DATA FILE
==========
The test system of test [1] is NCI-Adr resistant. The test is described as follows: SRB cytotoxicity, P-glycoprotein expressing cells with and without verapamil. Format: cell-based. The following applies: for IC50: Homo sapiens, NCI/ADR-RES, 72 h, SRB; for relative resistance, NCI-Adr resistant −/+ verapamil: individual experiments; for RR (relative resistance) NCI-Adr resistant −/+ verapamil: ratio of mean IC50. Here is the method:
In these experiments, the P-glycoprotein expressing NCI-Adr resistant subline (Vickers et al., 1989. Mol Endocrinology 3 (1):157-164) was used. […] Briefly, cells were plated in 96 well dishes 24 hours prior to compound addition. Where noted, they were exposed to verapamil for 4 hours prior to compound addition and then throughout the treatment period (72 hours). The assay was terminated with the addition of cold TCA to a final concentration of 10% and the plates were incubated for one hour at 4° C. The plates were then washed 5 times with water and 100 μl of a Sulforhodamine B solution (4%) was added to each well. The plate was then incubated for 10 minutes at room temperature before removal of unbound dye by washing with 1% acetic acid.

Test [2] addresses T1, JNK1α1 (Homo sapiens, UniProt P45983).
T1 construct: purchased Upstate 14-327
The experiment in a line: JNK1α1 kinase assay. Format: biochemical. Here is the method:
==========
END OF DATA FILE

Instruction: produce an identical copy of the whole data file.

The test system of test [1] is NCI-Adr resistant. The test is described as follows: SRB cytotoxicity, P-glycoprotein expressing cells with and without verapamil. Format: cell-based. The following applies: for IC50: Homo sapiens, NCI/ADR-RES, 72 h, SRB; for relative resistance, NCI-Adr resistant −/+ verapamil: individual experiments; for RR (relative resistance) NCI-Adr resistant −/+ verapamil: ratio of mean IC50. Here is the method:
In these experiments, the P-glycoprotein expressing NCI-Adr resistant subline (Vickers et al., 1989. Mol Endocrinology 3 (1):157-164) was used. […] Briefly, cells were plated in 96 well dishes 24 hours prior to compound addition. Where noted, they were exposed to verapamil for 4 hours prior to compound addition and then throughout the treatment period (72 hours). The assay was terminated with the addition of cold TCA to a final concentration of 10% and the plates were incubated for one hour at 4° C. The plates were then washed 5 times with water and 100 μl of a Sulforhodamine B solution (4%) was added to each well. The plate was then incubated for 10 minutes at room temperature before removal of unbound dye by washing with 1% acetic acid.

Test [2] addresses T1, JNK1α1 (Homo sapiens, UniProt P45983).
T1 construct: purchased Upstate 14-327
The experiment in a line: JNK1α1 kinase assay. Format: biochemical. Here is the method: